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Jewish Journal

ZOA defends itself against discrimination suit

by Julie Gruenbaum Fax

June 20, 2012 | 12:08 pm

Zionist Organization of America President Morton Klein took the stand last week in a Beverly Hills courtroom as the final witness in a sex discrimination and wrongful termination case filed against the ZOA.

Julie Sager, who worked for the ZOA for seven years, including five years as the Los Angeles-based national director of campus activities, is accusing the ZOA of sex and pregnancy discrimination for firing her when she returned to work after a short maternity leave following the birth of her third child in May 2009.

ZOA attorney Rex Julian Beaber, based in Los Angeles, argued that ZOA accommodated Sager through three pregnancies. ZOA contends that Sager was a problematic employee for some time who was terminated when the organization needed to cut costs following the economic collapse of 2008.

Sager is seeking more than $900,000 in back pay and future lost earning potential. She is also seeking unspecified punitive damages and compensation for intentional infliction of emotional distress.

The ZOA is an Israel advocacy organization with a budget of around $4 million.

Taking the stand on the last day of two weeks of testimony from both sides, Klein testified for the defense regarding Sager’s employment history. He also stated that he harbored no bias against pregnant women.

“No one could be more thrilled than me when Jewish women have children,” Klein said. “I am a child of Holocaust survivors. I lost many first cousins, aunts, uncles, and three of four grandparents to Hitler, and I’m thrilled when Jewish woman have children … I wish they’d have more.”

The plaintiff contends that ZOA has fired three women shortly after they took maternity leave. ZOA countered that the women were all terminated for cause, and that many other women have held and continue to hold important positions at the organization.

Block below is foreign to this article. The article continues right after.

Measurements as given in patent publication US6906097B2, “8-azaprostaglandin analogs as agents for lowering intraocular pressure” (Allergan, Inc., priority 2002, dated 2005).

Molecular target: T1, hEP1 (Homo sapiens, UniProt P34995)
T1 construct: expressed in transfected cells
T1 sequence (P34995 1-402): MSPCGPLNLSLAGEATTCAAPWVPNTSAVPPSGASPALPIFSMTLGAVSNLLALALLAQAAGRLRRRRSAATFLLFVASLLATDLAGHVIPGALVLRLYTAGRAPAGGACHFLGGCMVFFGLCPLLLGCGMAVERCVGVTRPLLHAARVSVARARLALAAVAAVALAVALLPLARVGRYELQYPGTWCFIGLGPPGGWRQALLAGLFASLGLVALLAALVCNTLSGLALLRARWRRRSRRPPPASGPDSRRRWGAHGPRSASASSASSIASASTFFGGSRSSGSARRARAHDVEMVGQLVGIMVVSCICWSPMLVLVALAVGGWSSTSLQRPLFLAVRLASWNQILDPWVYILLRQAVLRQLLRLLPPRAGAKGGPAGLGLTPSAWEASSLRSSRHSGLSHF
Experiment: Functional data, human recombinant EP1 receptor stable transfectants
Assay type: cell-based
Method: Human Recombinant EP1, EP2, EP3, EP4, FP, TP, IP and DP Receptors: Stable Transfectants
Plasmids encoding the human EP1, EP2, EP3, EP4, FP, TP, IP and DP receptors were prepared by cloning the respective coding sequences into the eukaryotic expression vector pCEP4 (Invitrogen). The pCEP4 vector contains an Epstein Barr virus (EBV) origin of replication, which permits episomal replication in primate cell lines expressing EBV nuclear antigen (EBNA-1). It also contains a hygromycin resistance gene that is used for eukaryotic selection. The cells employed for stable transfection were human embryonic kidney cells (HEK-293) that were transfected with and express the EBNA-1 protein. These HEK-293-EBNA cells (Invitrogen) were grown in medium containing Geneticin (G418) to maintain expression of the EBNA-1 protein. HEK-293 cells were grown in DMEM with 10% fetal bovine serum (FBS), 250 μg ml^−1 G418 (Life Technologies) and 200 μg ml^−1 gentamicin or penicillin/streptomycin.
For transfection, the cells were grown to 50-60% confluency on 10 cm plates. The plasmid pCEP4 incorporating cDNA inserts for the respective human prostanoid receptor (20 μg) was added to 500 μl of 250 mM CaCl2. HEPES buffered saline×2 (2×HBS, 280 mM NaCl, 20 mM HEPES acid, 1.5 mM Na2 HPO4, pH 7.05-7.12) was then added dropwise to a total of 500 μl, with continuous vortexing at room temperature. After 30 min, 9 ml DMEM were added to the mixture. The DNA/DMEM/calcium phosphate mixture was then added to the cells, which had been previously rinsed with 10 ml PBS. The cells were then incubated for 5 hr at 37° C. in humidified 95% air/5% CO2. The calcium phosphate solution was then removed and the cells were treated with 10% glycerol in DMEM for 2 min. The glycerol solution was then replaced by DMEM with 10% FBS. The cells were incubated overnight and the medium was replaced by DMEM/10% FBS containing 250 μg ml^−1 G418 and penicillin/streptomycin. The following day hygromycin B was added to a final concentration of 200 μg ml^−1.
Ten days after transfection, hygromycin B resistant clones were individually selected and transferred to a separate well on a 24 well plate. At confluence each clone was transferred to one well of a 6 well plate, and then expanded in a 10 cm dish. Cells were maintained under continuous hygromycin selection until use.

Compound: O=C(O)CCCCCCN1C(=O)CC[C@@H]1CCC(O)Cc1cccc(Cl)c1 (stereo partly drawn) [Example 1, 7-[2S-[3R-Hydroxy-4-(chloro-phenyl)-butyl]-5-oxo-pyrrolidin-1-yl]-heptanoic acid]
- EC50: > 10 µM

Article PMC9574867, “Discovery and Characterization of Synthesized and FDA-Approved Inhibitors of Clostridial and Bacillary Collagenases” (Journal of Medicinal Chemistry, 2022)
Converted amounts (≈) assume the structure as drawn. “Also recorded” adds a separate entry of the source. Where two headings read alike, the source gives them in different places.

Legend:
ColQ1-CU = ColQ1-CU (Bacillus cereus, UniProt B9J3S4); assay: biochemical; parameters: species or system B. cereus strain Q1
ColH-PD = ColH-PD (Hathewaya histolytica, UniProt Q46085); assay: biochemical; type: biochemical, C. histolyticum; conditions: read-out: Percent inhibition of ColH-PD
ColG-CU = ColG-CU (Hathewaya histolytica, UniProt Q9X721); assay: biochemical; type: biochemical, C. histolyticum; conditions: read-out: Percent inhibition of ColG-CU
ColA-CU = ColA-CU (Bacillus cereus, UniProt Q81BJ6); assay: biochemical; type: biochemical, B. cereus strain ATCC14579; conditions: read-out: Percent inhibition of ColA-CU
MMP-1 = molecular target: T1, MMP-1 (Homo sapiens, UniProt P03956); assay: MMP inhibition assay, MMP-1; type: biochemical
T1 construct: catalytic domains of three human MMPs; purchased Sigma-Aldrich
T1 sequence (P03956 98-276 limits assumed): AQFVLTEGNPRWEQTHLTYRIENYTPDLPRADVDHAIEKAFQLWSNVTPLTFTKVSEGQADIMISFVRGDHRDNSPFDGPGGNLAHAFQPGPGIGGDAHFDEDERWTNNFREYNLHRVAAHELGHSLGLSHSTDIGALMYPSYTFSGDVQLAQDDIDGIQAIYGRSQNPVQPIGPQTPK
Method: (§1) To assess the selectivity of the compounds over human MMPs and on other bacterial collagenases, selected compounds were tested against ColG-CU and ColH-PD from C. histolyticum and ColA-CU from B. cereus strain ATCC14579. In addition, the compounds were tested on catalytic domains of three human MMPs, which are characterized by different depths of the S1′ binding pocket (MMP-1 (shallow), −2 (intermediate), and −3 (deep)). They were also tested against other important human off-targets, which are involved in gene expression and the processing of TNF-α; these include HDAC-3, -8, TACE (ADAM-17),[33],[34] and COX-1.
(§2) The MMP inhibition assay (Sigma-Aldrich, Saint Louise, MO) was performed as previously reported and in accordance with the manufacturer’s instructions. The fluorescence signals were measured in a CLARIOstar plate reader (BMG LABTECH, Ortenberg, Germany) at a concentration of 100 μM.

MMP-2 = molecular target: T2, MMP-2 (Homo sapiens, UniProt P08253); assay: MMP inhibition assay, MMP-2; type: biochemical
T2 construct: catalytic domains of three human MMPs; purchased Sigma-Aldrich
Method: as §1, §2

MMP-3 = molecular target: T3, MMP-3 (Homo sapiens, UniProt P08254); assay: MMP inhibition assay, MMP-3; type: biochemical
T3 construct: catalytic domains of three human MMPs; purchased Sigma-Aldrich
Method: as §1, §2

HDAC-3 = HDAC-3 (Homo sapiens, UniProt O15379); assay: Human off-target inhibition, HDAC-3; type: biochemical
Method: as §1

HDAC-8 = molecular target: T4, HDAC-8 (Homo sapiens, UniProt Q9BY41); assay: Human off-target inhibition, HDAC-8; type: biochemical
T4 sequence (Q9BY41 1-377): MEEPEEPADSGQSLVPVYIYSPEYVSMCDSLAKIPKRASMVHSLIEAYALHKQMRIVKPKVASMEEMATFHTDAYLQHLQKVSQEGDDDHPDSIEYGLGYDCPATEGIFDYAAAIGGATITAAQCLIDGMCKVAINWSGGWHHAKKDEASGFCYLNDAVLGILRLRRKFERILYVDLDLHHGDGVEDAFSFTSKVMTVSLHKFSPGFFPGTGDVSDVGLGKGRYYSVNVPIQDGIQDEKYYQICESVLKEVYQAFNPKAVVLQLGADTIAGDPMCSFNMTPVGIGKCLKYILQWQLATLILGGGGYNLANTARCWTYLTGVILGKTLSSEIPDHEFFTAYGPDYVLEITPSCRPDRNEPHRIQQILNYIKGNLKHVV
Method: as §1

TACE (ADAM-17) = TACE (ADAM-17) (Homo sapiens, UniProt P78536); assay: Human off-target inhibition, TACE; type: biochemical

ZOA says that it opted to eliminate Sager’s position when a new national director said he could perform her duties and save the organization her salary. But in a brief filed with the court, Sager’s attorney, San Francisco-based Charles J. Wisch, says ZOA promoted a male employee to fill the position and maintained the same number of employees in the campus activities department.

“Julie Sager successfully built and ran ZOA’s campus department for over seven years before ZOA fired her,” Wisch said. “[Her] record speaks for itself about her competency and effectiveness.”

Steven Goldberg, a national vice chair for the ZOA and president of ZOA’s L.A. regional board, said ZOA refused to settle, because it is “outraged at being falsely accused.”

“Any type of discrimination is sickening, but it’s also pretty sickening to make an accusation that is completely false, especially when it’s done so cynically,” said Goldberg, an attorney who was co-counsel on the case but stepped down so he could be called as a witness.

California Superior Court Judge Richard A. Stone presided over the jury-less bench trial. Stone is required to offer his verdict within 90 days.

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